I worked on Mr. Bean’s Barracuda brakes (and he didn’t die)

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Aaron Robinson

The blue and white 1965* Plymouth Barracuda on the grid at this year’s Goodwood Revival blatted out Talladega riffs from its side-pipes and looked as menacing as any car possibly can while sitting in the second-to-last starting spot. At the wheel was The Blackadder himself, Rowan Atkinson, perhaps best known to Americans as the ridiculous Mr. Bean, while hidden inside the rear brake drum was a kluge that I helped install to try to get the car through the race without its rear brakes failing. Did Atkinson know that he was about to trust his life to a borrowed throttle return spring, some aircraft safety wire, and the ring off a delivery van keychain? Mmm … don’t think so.

Sometimes you get pulled into things. Or, in my case, you stand around long enough trying not to look like a complete idiot that you fall into things. I stood around Duncan Pittaway’s Barracuda as Subaru’s guest at this year’s Goodwood Revival, the famous British race meet and vintage dress-up gala, so long that eventually I sort of became part of the crew.

Aaron Robinson

I had known Pittaway exactly four days, having earlier stopped in at his shop in Bristol, England where he keeps the Barracuda as well as numerous other old cars, the most famous of which is the Beast of Turin. It’s a flame-spitting 1910 Fiat land-speed-record car with a 28-liter four-cylinder that has connecting rods the size of sledgehammers. The 120-mph car is YouTube-famous, and I was there to (hopefully) get a ride and a story. But Pittaway was too busy trying to prep the Barracuda for Goodwood and his star co-driver, Atkinson, that he had no time for flame-spitting, so that story will have to wait.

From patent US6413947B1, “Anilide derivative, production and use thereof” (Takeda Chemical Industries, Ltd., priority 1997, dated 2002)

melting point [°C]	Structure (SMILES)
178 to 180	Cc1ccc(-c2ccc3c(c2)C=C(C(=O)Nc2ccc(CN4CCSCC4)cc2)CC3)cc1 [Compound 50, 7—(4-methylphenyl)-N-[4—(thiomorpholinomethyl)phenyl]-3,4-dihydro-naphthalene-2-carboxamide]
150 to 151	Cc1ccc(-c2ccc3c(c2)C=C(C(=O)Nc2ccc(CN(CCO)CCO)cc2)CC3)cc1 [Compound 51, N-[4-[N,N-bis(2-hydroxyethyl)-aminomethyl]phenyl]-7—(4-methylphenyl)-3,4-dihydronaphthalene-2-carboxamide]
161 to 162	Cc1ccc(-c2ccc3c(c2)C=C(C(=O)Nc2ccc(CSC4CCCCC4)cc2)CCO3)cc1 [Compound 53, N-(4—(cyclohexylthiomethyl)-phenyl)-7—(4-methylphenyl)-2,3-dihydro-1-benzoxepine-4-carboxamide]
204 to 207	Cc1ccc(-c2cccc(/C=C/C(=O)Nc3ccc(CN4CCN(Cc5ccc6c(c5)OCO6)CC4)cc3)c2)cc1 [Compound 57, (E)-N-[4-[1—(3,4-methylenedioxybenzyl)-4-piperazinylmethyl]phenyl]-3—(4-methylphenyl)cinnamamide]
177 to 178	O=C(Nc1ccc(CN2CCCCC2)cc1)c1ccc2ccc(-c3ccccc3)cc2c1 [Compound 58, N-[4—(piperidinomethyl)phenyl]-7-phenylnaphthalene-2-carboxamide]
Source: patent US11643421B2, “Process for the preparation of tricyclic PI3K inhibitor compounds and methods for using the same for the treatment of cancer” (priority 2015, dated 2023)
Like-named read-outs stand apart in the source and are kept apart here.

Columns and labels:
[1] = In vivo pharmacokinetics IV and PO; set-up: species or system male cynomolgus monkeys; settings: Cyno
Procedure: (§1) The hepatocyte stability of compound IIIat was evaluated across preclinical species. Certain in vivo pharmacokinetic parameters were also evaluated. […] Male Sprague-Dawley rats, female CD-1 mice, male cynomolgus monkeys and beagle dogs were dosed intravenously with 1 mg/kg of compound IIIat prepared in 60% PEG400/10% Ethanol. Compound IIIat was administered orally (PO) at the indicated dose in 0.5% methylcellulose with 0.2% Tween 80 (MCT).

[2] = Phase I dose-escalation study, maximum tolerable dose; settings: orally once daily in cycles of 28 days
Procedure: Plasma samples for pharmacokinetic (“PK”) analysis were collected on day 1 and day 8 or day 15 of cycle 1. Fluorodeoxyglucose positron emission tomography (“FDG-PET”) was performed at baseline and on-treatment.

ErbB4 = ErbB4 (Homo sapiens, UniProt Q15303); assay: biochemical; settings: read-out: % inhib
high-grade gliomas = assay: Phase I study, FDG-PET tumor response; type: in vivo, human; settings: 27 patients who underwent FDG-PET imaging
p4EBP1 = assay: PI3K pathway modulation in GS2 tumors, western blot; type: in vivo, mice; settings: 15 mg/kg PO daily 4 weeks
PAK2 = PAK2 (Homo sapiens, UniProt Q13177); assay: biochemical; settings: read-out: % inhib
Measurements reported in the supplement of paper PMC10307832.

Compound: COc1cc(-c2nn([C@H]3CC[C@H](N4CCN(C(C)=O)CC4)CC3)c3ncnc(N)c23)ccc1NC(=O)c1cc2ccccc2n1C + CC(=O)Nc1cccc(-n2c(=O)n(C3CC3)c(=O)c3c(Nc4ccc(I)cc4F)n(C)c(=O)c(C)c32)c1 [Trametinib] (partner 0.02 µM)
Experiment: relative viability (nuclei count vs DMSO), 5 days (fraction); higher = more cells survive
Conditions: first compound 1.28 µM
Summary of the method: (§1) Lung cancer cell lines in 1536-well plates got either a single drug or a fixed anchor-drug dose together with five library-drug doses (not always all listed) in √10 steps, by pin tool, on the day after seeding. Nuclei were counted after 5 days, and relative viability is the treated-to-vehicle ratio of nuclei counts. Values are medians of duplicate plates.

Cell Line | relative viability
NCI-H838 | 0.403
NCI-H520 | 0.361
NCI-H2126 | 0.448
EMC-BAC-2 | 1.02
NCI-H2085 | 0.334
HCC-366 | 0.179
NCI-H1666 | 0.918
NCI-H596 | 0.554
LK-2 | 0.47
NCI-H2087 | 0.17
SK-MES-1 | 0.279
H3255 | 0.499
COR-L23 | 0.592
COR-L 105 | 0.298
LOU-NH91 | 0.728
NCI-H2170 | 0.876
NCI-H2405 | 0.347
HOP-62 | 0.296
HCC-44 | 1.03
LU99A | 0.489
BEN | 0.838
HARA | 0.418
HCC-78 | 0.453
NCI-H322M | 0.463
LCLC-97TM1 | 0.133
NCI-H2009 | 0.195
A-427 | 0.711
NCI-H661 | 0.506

I liked Pittaway instantly. He came out of his shop with grease on his arms and a tie around his neck. He said his grandfather told him never to leave the house without one on and he’s always followed that rule. Anybody who wears a necktie in his shop has my admiration. Pittaway is also hysterically droll, like when he says to a fellow he’s known for ten minutes, “You know, you’re a lot nicer than everybody says.”

He wasn’t hard to track down at the Revival. Amid all the 1940s frocks and fedoras and mustachioed men wearing RAF group captain uniforms, both the Barracuda and Pittaway, dressed in a white suit covered ankle-to-shoulders in STP logos (a nod to the late, great Andy Granatelli) were like an In-N-Out burger planted in the center of London’s Barkly Square. I told Pittaway that, as an American, the Granatelli getup straight-up put a lump in my throat. He said I was the only person so far who had gotten the reference. Then he invited me to have a cup of tea, and that’s it. I just stood around the Barracuda for the next couple of days trying to be useful.

Pittaway portrait vertical
Aaron Robinson

Mainly I helped push the car around, and I carried tools to the pit wall. I also cleaned out a lot of dirty teacups. After Atkinson drove the Cuda on the event’s first day, he reported transmission noise and soft brakes. It was decided the transmission was probably fine, so attention turned to the brakes. Pittaway’s longtime friend, Jon Payne, who joined McLaren in the 1990s as a composites specialist while it was still building the famous F1 road car, was the Barracuda’s sole mechanic, and I became his semi-able assistant.